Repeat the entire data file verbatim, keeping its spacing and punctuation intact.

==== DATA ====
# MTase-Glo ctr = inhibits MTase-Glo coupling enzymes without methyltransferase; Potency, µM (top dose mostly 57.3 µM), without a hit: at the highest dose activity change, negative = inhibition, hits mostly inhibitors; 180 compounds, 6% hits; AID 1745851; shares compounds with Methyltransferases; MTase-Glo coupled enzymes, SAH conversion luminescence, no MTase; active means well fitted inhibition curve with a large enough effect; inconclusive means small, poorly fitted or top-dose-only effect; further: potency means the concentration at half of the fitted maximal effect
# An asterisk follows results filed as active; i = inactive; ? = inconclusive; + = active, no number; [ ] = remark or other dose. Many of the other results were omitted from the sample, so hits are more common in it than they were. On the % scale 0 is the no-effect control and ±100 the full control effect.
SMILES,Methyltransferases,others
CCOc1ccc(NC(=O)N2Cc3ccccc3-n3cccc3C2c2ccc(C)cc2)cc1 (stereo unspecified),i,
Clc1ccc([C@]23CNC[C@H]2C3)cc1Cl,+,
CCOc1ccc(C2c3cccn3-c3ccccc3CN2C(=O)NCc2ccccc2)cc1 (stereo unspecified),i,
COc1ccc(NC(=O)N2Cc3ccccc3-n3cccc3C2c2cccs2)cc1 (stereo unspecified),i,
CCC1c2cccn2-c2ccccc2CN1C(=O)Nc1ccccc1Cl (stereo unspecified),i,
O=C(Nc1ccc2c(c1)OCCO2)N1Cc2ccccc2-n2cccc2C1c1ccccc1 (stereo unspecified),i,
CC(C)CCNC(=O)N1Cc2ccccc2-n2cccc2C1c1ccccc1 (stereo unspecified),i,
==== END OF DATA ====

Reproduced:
# MTase-Glo ctr = inhibits MTase-Glo coupling enzymes without methyltransferase; Potency, µM (top dose mostly 57.3 µM), without a hit: at the highest dose activity change, negative = inhibition, hits mostly inhibitors; 180 compounds, 6% hits; AID 1745851; shares compounds with Methyltransferases; MTase-Glo coupled enzymes, SAH conversion luminescence, no MTase; active means well fitted inhibition curve with a large enough effect; inconclusive means small, poorly fitted or top-dose-only effect; further: potency means the concentration at half of the fitted maximal effect
# An asterisk follows results filed as active; i = inactive; ? = inconclusive; + = active, no number; [ ] = remark or other dose. Many of the other results were omitted from the sample, so hits are more common in it than they were. On the % scale 0 is the no-effect control and ±100 the full control effect.
SMILES,Methyltransferases,others
CCOc1ccc(NC(=O)N2Cc3ccccc3-n3cccc3C2c2ccc(C)cc2)cc1 (stereo unspecified),i,
Clc1ccc([C@]23CNC[C@H]2C3)cc1Cl,+,
CCOc1ccc(C2c3cccn3-c3ccccc3CN2C(=O)NCc2ccccc2)cc1 (stereo unspecified),i,
COc1ccc(NC(=O)N2Cc3ccccc3-n3cccc3C2c2cccs2)cc1 (stereo unspecified),i,
CCC1c2cccn2-c2ccccc2CN1C(=O)Nc1ccccc1Cl (stereo unspecified),i,
O=C(Nc1ccc2c(c1)OCCO2)N1Cc2ccccc2-n2cccc2C1c1ccccc1 (stereo unspecified),i,
CC(C)CCNC(=O)N1Cc2ccccc2-n2cccc2C1c1ccccc1 (stereo unspecified),i,